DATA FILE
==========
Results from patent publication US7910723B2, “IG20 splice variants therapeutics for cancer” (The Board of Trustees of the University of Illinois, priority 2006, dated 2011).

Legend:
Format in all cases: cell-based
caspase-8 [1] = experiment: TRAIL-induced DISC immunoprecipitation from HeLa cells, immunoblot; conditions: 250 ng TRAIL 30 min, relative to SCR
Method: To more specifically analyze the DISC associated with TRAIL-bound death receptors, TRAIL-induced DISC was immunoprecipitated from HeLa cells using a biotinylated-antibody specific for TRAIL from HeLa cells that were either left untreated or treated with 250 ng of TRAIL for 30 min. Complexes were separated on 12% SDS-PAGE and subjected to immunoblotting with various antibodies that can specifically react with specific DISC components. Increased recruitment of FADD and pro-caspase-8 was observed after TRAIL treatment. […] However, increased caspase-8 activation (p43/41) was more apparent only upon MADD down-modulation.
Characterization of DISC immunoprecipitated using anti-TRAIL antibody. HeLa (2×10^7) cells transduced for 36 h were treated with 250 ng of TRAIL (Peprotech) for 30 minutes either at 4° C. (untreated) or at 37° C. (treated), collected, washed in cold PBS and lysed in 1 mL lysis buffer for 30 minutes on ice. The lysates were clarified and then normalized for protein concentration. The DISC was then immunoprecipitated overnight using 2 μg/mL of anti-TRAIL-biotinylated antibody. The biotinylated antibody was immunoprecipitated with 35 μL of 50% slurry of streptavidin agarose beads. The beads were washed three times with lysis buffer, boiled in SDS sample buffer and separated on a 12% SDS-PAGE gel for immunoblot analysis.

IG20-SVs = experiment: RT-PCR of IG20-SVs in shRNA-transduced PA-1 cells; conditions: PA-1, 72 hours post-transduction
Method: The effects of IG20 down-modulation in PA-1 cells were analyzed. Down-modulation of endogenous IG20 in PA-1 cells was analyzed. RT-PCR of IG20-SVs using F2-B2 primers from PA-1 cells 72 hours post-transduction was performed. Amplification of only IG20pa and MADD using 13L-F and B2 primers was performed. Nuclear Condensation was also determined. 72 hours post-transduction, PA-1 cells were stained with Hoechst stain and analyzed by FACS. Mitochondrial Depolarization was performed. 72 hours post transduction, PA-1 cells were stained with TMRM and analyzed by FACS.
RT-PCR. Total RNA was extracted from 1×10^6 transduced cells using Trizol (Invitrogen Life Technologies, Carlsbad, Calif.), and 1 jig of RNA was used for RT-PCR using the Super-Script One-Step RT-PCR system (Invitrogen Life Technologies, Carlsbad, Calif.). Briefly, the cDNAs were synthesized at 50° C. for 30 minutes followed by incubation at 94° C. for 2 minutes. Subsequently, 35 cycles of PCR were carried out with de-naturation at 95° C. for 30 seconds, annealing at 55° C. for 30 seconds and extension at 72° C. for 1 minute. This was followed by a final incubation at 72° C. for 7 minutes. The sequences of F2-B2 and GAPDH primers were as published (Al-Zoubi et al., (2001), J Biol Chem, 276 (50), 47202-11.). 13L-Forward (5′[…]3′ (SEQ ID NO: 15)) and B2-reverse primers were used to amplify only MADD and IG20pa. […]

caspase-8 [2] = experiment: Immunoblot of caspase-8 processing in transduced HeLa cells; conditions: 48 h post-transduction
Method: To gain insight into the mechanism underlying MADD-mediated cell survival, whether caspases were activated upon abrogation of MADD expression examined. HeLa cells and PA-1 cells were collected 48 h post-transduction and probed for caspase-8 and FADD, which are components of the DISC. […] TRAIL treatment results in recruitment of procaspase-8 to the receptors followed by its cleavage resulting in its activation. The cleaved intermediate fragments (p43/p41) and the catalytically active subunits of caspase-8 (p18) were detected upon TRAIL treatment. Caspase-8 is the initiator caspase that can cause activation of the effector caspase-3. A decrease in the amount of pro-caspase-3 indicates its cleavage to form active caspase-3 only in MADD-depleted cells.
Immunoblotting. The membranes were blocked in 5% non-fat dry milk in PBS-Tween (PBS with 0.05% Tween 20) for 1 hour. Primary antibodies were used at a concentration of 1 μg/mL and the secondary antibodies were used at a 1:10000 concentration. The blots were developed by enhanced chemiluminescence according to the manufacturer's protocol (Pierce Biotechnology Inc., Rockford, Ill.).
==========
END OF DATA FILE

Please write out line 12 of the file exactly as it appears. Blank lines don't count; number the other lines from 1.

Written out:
Immunoblotting. The membranes were blocked in 5% non-fat dry milk in PBS-Tween (PBS with 0.05% Tween 20) for 1 hour. Primary antibodies were used at a concentration of 1 μg/mL and the secondary antibodies were used at a 1:10000 concentration. The blots were developed by enhanced chemiluminescence according to the manufacturer's protocol (Pierce Biotechnology Inc., Rockford, Ill.).